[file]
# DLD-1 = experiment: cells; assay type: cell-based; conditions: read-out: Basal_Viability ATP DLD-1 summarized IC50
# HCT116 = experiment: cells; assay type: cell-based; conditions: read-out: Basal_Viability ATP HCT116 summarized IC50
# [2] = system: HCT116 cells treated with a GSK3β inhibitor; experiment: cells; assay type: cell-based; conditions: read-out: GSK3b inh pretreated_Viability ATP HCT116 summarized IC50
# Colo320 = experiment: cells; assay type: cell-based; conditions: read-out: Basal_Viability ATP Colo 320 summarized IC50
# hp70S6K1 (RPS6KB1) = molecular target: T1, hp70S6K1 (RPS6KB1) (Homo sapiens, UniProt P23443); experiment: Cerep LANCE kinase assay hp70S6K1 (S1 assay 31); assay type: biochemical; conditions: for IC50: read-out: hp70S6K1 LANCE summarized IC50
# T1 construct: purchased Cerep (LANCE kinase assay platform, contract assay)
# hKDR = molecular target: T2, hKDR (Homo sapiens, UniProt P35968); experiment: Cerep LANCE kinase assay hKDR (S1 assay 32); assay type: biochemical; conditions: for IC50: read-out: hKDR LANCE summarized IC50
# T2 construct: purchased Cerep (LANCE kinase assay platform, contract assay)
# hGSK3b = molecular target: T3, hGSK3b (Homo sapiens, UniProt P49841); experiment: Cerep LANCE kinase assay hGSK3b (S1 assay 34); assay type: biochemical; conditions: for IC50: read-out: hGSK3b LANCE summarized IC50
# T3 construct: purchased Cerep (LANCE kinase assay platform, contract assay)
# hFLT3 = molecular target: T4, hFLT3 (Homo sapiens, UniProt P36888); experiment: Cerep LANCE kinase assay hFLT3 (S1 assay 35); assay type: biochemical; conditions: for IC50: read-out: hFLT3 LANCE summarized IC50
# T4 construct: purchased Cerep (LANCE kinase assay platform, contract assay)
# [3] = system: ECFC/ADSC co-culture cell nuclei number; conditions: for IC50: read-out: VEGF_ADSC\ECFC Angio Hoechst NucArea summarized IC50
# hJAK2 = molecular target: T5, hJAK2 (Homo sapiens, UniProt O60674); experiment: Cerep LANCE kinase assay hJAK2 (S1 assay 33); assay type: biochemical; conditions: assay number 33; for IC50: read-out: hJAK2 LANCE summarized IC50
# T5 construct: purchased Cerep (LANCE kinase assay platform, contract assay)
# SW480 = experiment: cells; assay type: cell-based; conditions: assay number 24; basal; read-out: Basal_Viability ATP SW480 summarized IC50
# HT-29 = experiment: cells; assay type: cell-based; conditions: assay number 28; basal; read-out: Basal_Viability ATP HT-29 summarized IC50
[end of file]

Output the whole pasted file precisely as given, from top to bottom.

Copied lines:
# DLD-1 = experiment: cells; assay type: cell-based; conditions: read-out: Basal_Viability ATP DLD-1 summarized IC50
# HCT116 = experiment: cells; assay type: cell-based; conditions: read-out: Basal_Viability ATP HCT116 summarized IC50
# [2] = system: HCT116 cells treated with a GSK3β inhibitor; experiment: cells; assay type: cell-based; conditions: read-out: GSK3b inh pretreated_Viability ATP HCT116 summarized IC50
# Colo320 = experiment: cells; assay type: cell-based; conditions: read-out: Basal_Viability ATP Colo 320 summarized IC50
# hp70S6K1 (RPS6KB1) = molecular target: T1, hp70S6K1 (RPS6KB1) (Homo sapiens, UniProt P23443); experiment: Cerep LANCE kinase assay hp70S6K1 (S1 assay 31); assay type: biochemical; conditions: for IC50: read-out: hp70S6K1 LANCE summarized IC50
# T1 construct: purchased Cerep (LANCE kinase assay platform, contract assay)
# hKDR = molecular target: T2, hKDR (Homo sapiens, UniProt P35968); experiment: Cerep LANCE kinase assay hKDR (S1 assay 32); assay type: biochemical; conditions: for IC50: read-out: hKDR LANCE summarized IC50
# T2 construct: purchased Cerep (LANCE kinase assay platform, contract assay)
# hGSK3b = molecular target: T3, hGSK3b (Homo sapiens, UniProt P49841); experiment: Cerep LANCE kinase assay hGSK3b (S1 assay 34); assay type: biochemical; conditions: for IC50: read-out: hGSK3b LANCE summarized IC50
# T3 construct: purchased Cerep (LANCE kinase assay platform, contract assay)
# hFLT3 = molecular target: T4, hFLT3 (Homo sapiens, UniProt P36888); experiment: Cerep LANCE kinase assay hFLT3 (S1 assay 35); assay type: biochemical; conditions: for IC50: read-out: hFLT3 LANCE summarized IC50
# T4 construct: purchased Cerep (LANCE kinase assay platform, contract assay)
# [3] = system: ECFC/ADSC co-culture cell nuclei number; conditions: for IC50: read-out: VEGF_ADSC\ECFC Angio Hoechst NucArea summarized IC50
# hJAK2 = molecular target: T5, hJAK2 (Homo sapiens, UniProt O60674); experiment: Cerep LANCE kinase assay hJAK2 (S1 assay 33); assay type: biochemical; conditions: assay number 33; for IC50: read-out: hJAK2 LANCE summarized IC50
# T5 construct: purchased Cerep (LANCE kinase assay platform, contract assay)
# SW480 = experiment: cells; assay type: cell-based; conditions: assay number 24; basal; read-out: Basal_Viability ATP SW480 summarized IC50
# HT-29 = experiment: cells; assay type: cell-based; conditions: assay number 28; basal; read-out: Basal_Viability ATP HT-29 summarized IC50